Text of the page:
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Stinkhorn

Edible Edible
Autumn Autumn
Summer Summer

This mushroom first asppears as an egg partly submerged in the surrounding substrate with a jelly like feel. the mushroom then (slowly) bursts out and forms the very phallic looking fungi. The cap is covered in a sticky substance, called a gleba containing the spores which flys seem very attracted to, they devour this and get covered in spores which then get a free ride to a new place to grow.
You can often smell a stinkhorn before you see it.

Mushroom Type
Common Names Stinkhorn
Scientific Name Phallus impudicus
Season Start Jun
Season End Nov
Average Mushroom height (CM) 25
Average Cap width (CM) 5
Please note that each and every mushroom you come across may vary in appearance to these photos.

Cap

At first appearing smooth and olive grey brown to black but this is what’s called the gleba which contains the spores and as soon as flies find this mushroom they devour and get covered in it leaving a white honeycomb like cap. In the adjacent image the gleba has been half devoured.

Stem

Hollow, white and like spongey honeycomb or polystyrene.

Bulbous Base

Has a very bulbous almost volva like base that when in the egg stage contains a small Stinkhorn fruitbody surrounded by a slimy jelly.

Flesh

Soft and rubbery in the cap, like polystyrene in the stem and jelly like in the ‘egg’.

Habitat

Any where with rotting wood present.

Possible Confusion

Can look a bit like a Black Morel or False Morel but the overwhelming stench of the Stinkhorn should save confusion.
Can also look like a Puffball, Earthball,pictured, or Amanita egg when in the egg stage but Puffballs are soft, spongey and pure white inside, Earthballs are tough and usually purple or black inside, Amanitas at the egg stage will have a small fruiting body inside but it is not surrounded by slime and again the smell should help you avoid any confusion.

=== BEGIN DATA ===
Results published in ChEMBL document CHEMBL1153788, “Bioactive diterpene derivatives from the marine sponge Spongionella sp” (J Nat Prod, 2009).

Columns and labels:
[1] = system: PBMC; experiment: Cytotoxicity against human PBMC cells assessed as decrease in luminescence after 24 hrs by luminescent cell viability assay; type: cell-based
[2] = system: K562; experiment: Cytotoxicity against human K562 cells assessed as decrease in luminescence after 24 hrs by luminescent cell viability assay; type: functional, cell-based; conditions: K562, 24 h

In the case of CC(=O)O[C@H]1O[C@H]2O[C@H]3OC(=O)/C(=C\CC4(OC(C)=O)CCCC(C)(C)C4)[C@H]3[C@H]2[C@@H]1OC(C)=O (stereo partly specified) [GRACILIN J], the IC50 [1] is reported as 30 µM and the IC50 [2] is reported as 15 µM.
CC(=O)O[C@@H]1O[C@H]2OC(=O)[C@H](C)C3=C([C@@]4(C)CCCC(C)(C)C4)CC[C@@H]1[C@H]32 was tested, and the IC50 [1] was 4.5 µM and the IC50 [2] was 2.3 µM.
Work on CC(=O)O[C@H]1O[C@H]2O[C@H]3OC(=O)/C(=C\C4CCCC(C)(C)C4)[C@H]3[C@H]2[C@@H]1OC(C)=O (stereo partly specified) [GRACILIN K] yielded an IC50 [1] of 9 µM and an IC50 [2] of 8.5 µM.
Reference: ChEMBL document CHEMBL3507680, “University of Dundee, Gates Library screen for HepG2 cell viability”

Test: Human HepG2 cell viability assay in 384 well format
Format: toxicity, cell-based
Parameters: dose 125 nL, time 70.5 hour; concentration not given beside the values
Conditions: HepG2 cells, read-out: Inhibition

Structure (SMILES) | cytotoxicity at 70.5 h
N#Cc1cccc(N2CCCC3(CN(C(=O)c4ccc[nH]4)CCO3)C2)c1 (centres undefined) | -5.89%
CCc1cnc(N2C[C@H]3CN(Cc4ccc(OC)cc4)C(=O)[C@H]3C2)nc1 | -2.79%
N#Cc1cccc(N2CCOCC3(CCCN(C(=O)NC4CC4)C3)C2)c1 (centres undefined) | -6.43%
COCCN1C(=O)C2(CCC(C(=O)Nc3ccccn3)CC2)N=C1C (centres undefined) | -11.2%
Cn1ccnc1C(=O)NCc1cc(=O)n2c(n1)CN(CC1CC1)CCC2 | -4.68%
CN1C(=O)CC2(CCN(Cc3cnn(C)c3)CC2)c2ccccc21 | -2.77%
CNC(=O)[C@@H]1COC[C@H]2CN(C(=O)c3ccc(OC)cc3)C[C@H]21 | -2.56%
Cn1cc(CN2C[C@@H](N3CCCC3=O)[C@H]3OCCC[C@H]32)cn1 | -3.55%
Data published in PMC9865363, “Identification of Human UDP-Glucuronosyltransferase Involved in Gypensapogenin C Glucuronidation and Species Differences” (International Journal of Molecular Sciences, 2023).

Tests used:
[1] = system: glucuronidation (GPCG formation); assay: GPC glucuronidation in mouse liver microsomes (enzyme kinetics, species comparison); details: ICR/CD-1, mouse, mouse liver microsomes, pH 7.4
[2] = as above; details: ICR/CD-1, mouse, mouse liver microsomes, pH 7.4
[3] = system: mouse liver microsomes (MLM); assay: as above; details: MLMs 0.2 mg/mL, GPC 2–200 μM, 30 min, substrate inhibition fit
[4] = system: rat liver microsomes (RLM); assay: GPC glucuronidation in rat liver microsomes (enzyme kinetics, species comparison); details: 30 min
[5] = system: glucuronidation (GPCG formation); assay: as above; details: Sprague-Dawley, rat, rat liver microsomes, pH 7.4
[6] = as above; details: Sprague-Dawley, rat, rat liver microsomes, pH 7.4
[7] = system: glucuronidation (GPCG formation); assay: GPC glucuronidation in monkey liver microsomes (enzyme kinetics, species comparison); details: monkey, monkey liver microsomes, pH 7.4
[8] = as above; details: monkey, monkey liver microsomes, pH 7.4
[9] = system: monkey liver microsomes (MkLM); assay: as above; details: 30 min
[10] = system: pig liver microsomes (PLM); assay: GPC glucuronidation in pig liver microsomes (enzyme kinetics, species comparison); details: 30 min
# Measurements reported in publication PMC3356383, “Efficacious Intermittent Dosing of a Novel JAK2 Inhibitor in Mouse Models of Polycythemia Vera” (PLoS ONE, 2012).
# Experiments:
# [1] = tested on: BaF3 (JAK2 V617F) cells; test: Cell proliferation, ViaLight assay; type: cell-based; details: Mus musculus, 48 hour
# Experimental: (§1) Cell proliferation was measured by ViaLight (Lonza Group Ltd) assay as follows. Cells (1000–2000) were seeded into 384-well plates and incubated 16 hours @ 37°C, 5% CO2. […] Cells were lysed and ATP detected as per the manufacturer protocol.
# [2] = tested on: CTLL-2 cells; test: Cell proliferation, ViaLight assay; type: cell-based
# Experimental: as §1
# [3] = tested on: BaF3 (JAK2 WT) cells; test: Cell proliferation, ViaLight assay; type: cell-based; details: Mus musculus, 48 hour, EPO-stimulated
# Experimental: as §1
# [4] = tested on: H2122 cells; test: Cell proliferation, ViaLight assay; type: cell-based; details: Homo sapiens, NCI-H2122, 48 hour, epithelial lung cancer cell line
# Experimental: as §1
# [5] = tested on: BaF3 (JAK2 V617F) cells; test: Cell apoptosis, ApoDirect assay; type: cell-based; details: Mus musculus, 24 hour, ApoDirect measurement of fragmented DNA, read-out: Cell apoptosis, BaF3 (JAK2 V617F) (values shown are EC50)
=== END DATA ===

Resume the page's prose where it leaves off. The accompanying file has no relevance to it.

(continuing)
Spore Print

Pale yellow. Oblong. As the spores are mixed in the olive grey gleba it is not possible to do a spore print with this mushroom.

Taste / Smell

At the egg stage, this mushroom is reported as edible, the tough cuticle in the egg does taste a bit like radish but we don’t eat this mushroom as the smell is putrid and most unappetizing.

Frequency

Common.

Other Facts

This mushroom has been reported to have aphrodisiac qualities but this purely down to it’s phallic look rather than anything scientific.
Victorians were disgusted by the sight of this mushroom and used to go out in the morning with a club and flatten them to save young women’s embarrassment.

COMMENTS

19 comments for Stinkhorn

  1. Colm Breathnach says:

    Saw around three or four stink-horns in a rhododendron maze at Castle Semple Country Park, Renfrewshire, Scotland. Definitely stink-horns but no smell!

  2. Bob Bones says:

    Ditto at Sandringham in Norfolk today. They looked great but no strong smell… Covid? 🙂

  3. Vivien Cunningham says:

    Some of these have popped up in my garden I Reading, Berkshire this week, not the most attractive but at least there’s no smell

  4. Barbara Mackenzie says:

    Just tracked down the source of an appalling smell in the garden 1 stink horn living up to its name.Have never seen( or smelt! ) one before.Dunbar countryside,East Lothian

  5. Ian says:

    Find one at the base of a rotting ash stump today in Henfield West Sussex. Mostly devoured but still attracting a lot of flies

  6. Emma says:

    Can anyone describe what the smell is like please? I think we have some in our garden but wanted to be sure before we investigate!

    1. Eric Biggane says:

      It is a very unpleasant smell, a bit like sewage or rotting flesh but not quite the same.

    2. Sheriennnai L Cruse says: